Smartphones have pretty good cameras, but nowhere near good enough to do the kind of high accuracy measurement work that’s required for engineering or remodelling projects. Enter Spike, a new smartphone attachment designed by ikeGPS, a company that specializes in building fit-for-purpose laser hardware for use in surveying and 3D modelling.
The Spike is version of their solution that attaches to the back of a smartphone and integrates directly with software on those devices to make it possible to measure objects and structures accurately from up to 600 feet away, just by taking a picture with your device. The accessory itself ads a laser range finder, advanced GPS a 3D compass and another digital camera to your smartphone’s existing capabilities, and it’s much more portable than existing solutions (pocketable, even, according to ikeGPS).
The benefits of the Spike and its powers are evident for the existing market ikeGPS already sells to; telecom and utility companies, architects, city planners, builders and more would be better served with a simple portable accessory and the phone they already have in their pocket than by specialized equipment that’s heavy, bulky, requires instruction on proper use and lacks any kind of easy instant data portability like you’ll get from a smartphone app’s “Share” functions.
But ikeGPS is after a new market segment with the Spike, too. It says the device is “built for developers & hackers,” and they suggest augmented reality as a possible consumer application, but are interesting in seeing exactly what the dev community can come up with via its full-featured API. Laser accurate measurements could indeed bring interesting features to location-based apps, though Spike is clearly more interested in letting developers more experienced with that segment of the market figure out the details.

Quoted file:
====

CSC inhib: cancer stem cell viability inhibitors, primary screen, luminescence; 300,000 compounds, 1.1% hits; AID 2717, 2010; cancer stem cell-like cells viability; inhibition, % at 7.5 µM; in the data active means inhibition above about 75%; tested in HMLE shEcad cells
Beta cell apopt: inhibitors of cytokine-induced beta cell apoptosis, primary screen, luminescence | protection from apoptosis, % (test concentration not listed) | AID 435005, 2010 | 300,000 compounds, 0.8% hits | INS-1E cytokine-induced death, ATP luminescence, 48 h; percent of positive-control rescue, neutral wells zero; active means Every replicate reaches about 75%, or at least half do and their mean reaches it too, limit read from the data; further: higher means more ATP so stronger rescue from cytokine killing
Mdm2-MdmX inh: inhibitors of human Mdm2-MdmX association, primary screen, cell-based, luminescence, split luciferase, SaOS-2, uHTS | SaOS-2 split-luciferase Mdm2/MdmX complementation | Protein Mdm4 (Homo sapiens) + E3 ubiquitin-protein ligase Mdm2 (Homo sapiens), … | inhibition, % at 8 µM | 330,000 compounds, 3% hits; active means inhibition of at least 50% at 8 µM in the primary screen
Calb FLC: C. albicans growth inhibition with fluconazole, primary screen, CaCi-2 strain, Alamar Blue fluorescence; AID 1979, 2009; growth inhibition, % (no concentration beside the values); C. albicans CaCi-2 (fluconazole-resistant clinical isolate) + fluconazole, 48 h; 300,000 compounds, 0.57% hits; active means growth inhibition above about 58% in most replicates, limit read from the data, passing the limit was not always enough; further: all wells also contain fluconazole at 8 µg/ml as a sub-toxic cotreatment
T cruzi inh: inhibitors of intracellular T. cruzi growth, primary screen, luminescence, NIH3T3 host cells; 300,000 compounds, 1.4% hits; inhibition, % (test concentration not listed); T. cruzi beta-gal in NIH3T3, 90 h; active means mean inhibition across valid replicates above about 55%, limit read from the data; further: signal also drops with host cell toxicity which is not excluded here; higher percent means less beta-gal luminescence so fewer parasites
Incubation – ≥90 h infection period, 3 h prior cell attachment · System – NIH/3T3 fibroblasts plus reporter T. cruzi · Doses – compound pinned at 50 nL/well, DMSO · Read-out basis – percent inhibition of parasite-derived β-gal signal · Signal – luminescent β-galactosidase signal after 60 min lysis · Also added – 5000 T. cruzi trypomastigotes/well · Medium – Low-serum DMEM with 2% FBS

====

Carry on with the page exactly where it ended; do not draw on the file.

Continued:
Spike plans to eventually build a case attachment to make it compatible with any phone and case combo, though at launch it’ll be doing this via a CAD model which owners of the device can use to get mounts 3D printed themselves. It’ll work a bit like the Sony QX10 and QX100 smartphone camera lens accessories, it sounds like, and make it possible to use with any iOS or Android device.
The goal of Spike’s founding team, which includes founder and CTO Leon Toorenburg, who built ikeGPS (neé Surveylab) to fit the needs of professionals, is to make this kind of tech widely available. It’s another example of costs associated with tech decreasing quickly, and making it ultimately possible to provide something that once required a professionally trained operator and expensive, specialized hardware usable by anyone with a phone. ikeGPS tech has been used by UN and US Army engineers in disaster recover and emergency response, and now its team wants to make those same capabilities open to app developers. Others like YC company Senic are looking to accomplish similar things, but Spike’s vision is much more sweeping at launch.
The project is just over halfway to its $100,000 funding goal, and $379 scores backers a pre-order unit, which is scheduled to ship in April next year. Building a consumer device is different from building very specialized hardware on what’s likely a made-to-order basis, but at least the team has the know-how and experience to make its tech actually work.